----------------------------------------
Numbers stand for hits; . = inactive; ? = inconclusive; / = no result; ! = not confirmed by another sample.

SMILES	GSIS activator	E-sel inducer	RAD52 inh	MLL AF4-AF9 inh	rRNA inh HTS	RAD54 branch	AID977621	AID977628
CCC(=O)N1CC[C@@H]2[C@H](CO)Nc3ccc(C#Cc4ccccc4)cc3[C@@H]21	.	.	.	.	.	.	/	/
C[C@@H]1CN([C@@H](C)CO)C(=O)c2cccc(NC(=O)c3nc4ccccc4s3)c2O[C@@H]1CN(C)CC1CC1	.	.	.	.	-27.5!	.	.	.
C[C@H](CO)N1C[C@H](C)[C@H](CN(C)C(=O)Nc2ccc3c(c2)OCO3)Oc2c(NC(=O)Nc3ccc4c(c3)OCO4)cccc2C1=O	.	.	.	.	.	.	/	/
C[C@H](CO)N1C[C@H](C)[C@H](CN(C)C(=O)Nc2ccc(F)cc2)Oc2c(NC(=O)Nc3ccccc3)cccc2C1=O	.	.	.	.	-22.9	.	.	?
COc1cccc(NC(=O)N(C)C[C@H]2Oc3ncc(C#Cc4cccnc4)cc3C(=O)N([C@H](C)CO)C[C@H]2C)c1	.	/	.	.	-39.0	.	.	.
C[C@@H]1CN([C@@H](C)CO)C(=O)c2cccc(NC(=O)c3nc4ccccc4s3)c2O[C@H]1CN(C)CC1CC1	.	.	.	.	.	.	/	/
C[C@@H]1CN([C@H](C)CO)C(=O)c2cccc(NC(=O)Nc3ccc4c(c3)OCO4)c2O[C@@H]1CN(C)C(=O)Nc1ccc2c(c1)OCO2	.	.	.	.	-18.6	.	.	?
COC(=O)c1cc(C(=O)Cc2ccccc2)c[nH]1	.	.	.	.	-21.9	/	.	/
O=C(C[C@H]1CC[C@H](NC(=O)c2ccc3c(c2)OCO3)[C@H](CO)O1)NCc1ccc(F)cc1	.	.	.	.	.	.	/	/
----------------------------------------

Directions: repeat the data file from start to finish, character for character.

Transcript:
Numbers stand for hits; . = inactive; ? = inconclusive; / = no result; ! = not confirmed by another sample.

SMILES	GSIS activator	E-sel inducer	RAD52 inh	MLL AF4-AF9 inh	rRNA inh HTS	RAD54 branch	AID977621	AID977628
CCC(=O)N1CC[C@@H]2[C@H](CO)Nc3ccc(C#Cc4ccccc4)cc3[C@@H]21	.	.	.	.	.	.	/	/
C[C@@H]1CN([C@@H](C)CO)C(=O)c2cccc(NC(=O)c3nc4ccccc4s3)c2O[C@@H]1CN(C)CC1CC1	.	.	.	.	-27.5!	.	.	.
C[C@H](CO)N1C[C@H](C)[C@H](CN(C)C(=O)Nc2ccc3c(c2)OCO3)Oc2c(NC(=O)Nc3ccc4c(c3)OCO4)cccc2C1=O	.	.	.	.	.	.	/	/
C[C@H](CO)N1C[C@H](C)[C@H](CN(C)C(=O)Nc2ccc(F)cc2)Oc2c(NC(=O)Nc3ccccc3)cccc2C1=O	.	.	.	.	-22.9	.	.	?
COc1cccc(NC(=O)N(C)C[C@H]2Oc3ncc(C#Cc4cccnc4)cc3C(=O)N([C@H](C)CO)C[C@H]2C)c1	.	/	.	.	-39.0	.	.	.
C[C@@H]1CN([C@@H](C)CO)C(=O)c2cccc(NC(=O)c3nc4ccccc4s3)c2O[C@H]1CN(C)CC1CC1	.	.	.	.	.	.	/	/
C[C@@H]1CN([C@H](C)CO)C(=O)c2cccc(NC(=O)Nc3ccc4c(c3)OCO4)c2O[C@@H]1CN(C)C(=O)Nc1ccc2c(c1)OCO2	.	.	.	.	-18.6	.	.	?
COC(=O)c1cc(C(=O)Cc2ccccc2)c[nH]1	.	.	.	.	-21.9	/	.	/
O=C(C[C@H]1CC[C@H](NC(=O)c2ccc3c(c2)OCO3)[C@H](CO)O1)NCc1ccc(F)cc1	.	.	.	.	.	.	/	/